Origins of the amphiploid species Brassica napus L. investigated by chloroplast and nuclear molecular markers
Allender, Charlotte J. and King , Graham J.. (2010) Origins of the amphiploid species Brassica napus L. investigated by chloroplast and nuclear molecular markers. BMC Plant Biology, Vol.10 (Article 54). ISSN 1471-2229
WRAP_Allender_0380313-hr-210410-cja_bmcplbiol_2010_revfinal_checked_2.pdf - Requires a PDF viewer such as GSview, Xpdf or Adobe Acrobat Reader
Official URL: http://dx.doi.org/10.1186/1471-2229-10-54
Background: The amphiploid species Brassica napus (oilseed rape, Canola) is a globally important oil crop yielding food, biofuels and industrial compounds such as lubricants and surfactants. Identification of the likely ancestors of each of the two genomes (designated A and C) found in B. napus would facilitate incorporation of novel alleles from the wider Brassica genepool in oilseed rape crop genetic improvement programmes. Knowledge of the closest extant relatives of the genotypes involved in the initial formation of B. napus would also allow further investigation of the genetic factors required for the formation of a stable amphiploid and permit the more efficient creation of fully fertile re-synthesised B. napus. We have used a combination of chloroplast and nuclear genetic markers to investigate the closest extant relatives of the original maternal progenitors of B. napus. This was based on a comprehensive sampling of the relevant genepools, including 83 accessions of A genome B. rapa L. (both wild and cultivated types), 94 accessions of B. napus and 181 accessions of C genome wild and cultivated B. oleracea L. and related species.
Results: Three chloroplast haplotypes occurred in B. napus. The most prevalent haplotype (found in 79% of accessions) was not present within the C genome accessions but was found at low frequencies in B. rapa. Chloroplast haplotypes characteristic of B. napus were found in a small number of wild and weedy B. rapa populations, and also in two accessions of cultivated B. rapa 'brocoletto'. Whilst introgression of the B. napus chloroplast type in the wild and weedy B. rapa populations has been proposed by other studies, the presence of this haplotype within the two brocoletto accessions is unexplained.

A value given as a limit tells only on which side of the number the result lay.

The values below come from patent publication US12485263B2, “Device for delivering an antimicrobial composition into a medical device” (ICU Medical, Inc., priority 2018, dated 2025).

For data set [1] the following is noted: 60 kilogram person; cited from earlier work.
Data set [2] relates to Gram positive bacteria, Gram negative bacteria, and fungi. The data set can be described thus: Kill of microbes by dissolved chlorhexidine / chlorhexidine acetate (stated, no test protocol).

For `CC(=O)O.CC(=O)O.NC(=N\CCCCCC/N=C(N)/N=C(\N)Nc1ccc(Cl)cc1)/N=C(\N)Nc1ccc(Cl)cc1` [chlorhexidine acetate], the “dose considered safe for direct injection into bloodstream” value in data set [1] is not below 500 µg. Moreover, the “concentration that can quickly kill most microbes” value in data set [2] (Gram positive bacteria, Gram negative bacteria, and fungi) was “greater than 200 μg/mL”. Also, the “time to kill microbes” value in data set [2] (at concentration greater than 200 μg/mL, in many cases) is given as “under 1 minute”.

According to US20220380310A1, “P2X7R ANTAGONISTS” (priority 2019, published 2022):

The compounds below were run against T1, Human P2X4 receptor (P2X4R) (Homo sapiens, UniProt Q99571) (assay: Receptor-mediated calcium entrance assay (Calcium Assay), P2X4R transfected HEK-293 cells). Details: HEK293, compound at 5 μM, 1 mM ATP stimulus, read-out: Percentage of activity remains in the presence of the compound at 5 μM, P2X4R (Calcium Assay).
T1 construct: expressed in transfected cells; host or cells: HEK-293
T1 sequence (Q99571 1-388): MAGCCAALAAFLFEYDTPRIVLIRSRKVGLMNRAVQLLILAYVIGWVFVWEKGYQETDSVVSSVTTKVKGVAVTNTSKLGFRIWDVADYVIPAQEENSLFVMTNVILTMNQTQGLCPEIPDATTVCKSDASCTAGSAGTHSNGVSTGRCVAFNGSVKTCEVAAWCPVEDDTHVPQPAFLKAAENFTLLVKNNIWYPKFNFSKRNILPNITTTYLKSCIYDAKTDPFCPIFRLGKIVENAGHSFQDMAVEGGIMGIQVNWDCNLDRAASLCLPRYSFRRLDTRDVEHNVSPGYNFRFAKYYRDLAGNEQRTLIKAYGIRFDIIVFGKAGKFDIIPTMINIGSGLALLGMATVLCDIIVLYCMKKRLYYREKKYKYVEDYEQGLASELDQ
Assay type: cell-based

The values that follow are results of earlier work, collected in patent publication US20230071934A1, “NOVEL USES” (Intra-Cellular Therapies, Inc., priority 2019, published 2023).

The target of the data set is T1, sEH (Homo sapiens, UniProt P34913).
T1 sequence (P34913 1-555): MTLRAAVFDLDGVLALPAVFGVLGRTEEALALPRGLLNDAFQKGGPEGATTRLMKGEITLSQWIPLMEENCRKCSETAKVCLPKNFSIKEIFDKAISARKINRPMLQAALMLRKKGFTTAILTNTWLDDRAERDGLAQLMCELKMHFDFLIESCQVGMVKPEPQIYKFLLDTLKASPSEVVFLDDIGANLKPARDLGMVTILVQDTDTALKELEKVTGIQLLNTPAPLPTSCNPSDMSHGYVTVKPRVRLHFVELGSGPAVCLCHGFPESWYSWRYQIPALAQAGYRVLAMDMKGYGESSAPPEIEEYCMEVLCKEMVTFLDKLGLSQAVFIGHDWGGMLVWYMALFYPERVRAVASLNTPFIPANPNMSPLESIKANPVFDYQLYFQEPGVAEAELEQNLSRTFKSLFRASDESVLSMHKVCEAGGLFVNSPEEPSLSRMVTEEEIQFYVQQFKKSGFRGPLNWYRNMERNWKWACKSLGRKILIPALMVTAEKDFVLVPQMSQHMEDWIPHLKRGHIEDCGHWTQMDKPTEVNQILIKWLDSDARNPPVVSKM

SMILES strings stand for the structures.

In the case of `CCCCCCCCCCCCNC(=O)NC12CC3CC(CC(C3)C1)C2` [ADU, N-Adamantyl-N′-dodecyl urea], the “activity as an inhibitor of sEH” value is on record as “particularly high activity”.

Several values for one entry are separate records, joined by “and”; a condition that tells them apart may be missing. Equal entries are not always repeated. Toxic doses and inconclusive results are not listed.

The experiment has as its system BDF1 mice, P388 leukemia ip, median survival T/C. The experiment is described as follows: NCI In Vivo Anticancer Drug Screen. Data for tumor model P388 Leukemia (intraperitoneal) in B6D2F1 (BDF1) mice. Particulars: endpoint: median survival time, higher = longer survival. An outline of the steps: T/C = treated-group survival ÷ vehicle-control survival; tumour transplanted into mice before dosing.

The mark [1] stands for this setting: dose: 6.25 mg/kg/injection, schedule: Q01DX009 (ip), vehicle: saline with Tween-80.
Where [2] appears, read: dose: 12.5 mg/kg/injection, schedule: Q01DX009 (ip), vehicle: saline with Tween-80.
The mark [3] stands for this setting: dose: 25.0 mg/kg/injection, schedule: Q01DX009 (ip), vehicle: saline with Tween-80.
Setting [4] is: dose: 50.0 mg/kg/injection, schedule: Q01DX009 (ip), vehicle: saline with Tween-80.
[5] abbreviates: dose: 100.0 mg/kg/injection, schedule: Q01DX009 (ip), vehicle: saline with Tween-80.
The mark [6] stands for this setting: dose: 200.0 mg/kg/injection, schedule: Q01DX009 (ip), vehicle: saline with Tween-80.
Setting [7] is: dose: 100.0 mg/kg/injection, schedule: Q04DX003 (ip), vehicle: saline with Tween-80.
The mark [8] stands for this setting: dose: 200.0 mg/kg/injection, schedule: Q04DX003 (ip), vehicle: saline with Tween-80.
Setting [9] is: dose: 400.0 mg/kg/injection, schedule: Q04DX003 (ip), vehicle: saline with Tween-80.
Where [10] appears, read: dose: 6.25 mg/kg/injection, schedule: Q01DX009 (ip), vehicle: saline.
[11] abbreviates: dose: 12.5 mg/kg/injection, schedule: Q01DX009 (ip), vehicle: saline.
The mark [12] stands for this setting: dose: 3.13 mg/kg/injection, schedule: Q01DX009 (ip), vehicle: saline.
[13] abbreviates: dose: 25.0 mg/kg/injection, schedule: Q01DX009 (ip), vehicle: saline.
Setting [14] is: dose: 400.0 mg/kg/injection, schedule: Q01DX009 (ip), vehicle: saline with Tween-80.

Conclusions: The distribution of chloroplast haplotypes eliminates any of the C genome species as being the maternal ancestor of the majority of the B. napus accessions. The presence of multiple chloroplast haplotypes in B. napus and B. rapa accessions was not correlated with nuclear genetic diversity as determined by AFLPs, indicating that such accessions do not represent recent hybrids. Whilst some chloroplast diversity observed within B. napus can be explained by introgression from inter-specific crosses made during crop improvement programmes, there is evidence that the original hybridisation event resulting in to B. napus occurred on more than one occasion, and involved different maternal genotypes.
|Item Type:||Journal Article|
|Subjects:||Q Science > QK Botany
Q Science > QH Natural history > QH426 Genetics
|Divisions:||Faculty of Science > Life Sciences (2010- ) > Warwick HRI (2004-2010)|
|Library of Congress Subject Headings (LCSH):||Rape (Plant) -- Genetics, Chloroplast DNA -- Research, Genetic markers -- Research, Hybridization -- Molecular aspects, Plant hybridization|
|Journal or Publication Title:||BMC Plant Biology|
|Publisher:||BioMed Central Ltd.|
|Official Date:||29 March 2010|
|Access rights to Published version:||Open Access|
|Funder:||Natural Environment Research Council (Great Britain) (NERC), Biotechnology and Biological Sciences Research Council (Great Britain) (BBSRC), Great Britain. Dept. for Environment, Food & Rural Affairs (DEFRA), University of Warwick|
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